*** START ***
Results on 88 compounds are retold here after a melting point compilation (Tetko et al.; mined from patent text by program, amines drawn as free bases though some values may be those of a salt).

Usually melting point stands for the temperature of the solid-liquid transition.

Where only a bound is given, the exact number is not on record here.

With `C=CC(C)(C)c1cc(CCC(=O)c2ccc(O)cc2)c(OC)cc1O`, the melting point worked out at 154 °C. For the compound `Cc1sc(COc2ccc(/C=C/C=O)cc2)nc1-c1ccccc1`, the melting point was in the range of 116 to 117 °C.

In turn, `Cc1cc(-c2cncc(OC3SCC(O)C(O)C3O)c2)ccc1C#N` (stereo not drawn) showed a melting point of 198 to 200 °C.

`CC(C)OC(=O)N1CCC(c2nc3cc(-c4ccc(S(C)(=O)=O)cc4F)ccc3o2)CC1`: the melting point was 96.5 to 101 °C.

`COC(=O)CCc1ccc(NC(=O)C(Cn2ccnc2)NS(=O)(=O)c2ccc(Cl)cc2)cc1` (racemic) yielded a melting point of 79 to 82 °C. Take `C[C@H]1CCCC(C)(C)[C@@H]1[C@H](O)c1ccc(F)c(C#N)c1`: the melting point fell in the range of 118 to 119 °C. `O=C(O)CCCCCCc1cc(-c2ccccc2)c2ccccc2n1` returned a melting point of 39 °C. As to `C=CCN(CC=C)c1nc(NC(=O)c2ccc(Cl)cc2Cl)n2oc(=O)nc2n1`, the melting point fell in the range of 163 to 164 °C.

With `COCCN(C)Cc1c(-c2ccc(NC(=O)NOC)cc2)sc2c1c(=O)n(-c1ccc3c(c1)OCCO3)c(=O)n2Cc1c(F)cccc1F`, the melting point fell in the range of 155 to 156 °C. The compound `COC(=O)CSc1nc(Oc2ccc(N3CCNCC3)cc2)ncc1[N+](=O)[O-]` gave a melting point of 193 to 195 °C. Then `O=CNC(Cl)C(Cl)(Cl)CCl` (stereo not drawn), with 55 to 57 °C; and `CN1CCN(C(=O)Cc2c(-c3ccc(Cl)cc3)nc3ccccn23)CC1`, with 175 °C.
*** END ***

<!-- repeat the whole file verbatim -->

Results on 88 compounds are retold here after a melting point compilation (Tetko et al.; mined from patent text by program, amines drawn as free bases though some values may be those of a salt).

Usually melting point stands for the temperature of the solid-liquid transition.

Where only a bound is given, the exact number is not on record here.

With `C=CC(C)(C)c1cc(CCC(=O)c2ccc(O)cc2)c(OC)cc1O`, the melting point worked out at 154 °C. For the compound `Cc1sc(COc2ccc(/C=C/C=O)cc2)nc1-c1ccccc1`, the melting point was in the range of 116 to 117 °C.

In turn, `Cc1cc(-c2cncc(OC3SCC(O)C(O)C3O)c2)ccc1C#N` (stereo not drawn) showed a melting point of 198 to 200 °C.

`CC(C)OC(=O)N1CCC(c2nc3cc(-c4ccc(S(C)(=O)=O)cc4F)ccc3o2)CC1`: the melting point was 96.5 to 101 °C.

`COC(=O)CCc1ccc(NC(=O)C(Cn2ccnc2)NS(=O)(=O)c2ccc(Cl)cc2)cc1` (racemic) yielded a melting point of 79 to 82 °C. Take `C[C@H]1CCCC(C)(C)[C@@H]1[C@H](O)c1ccc(F)c(C#N)c1`: the melting point fell in the range of 118 to 119 °C. `O=C(O)CCCCCCc1cc(-c2ccccc2)c2ccccc2n1` returned a melting point of 39 °C. As to `C=CCN(CC=C)c1nc(NC(=O)c2ccc(Cl)cc2Cl)n2oc(=O)nc2n1`, the melting point fell in the range of 163 to 164 °C.

With `COCCN(C)Cc1c(-c2ccc(NC(=O)NOC)cc2)sc2c1c(=O)n(-c1ccc3c(c1)OCCO3)c(=O)n2Cc1c(F)cccc1F`, the melting point fell in the range of 155 to 156 °C. The compound `COC(=O)CSc1nc(Oc2ccc(N3CCNCC3)cc2)ncc1[N+](=O)[O-]` gave a melting point of 193 to 195 °C. Then `O=CNC(Cl)C(Cl)(Cl)CCl` (stereo not drawn), with 55 to 57 °C; and `CN1CCN(C(=O)Cc2c(-c3ccc(Cl)cc3)nc3ccccn23)CC1`, with 175 °C.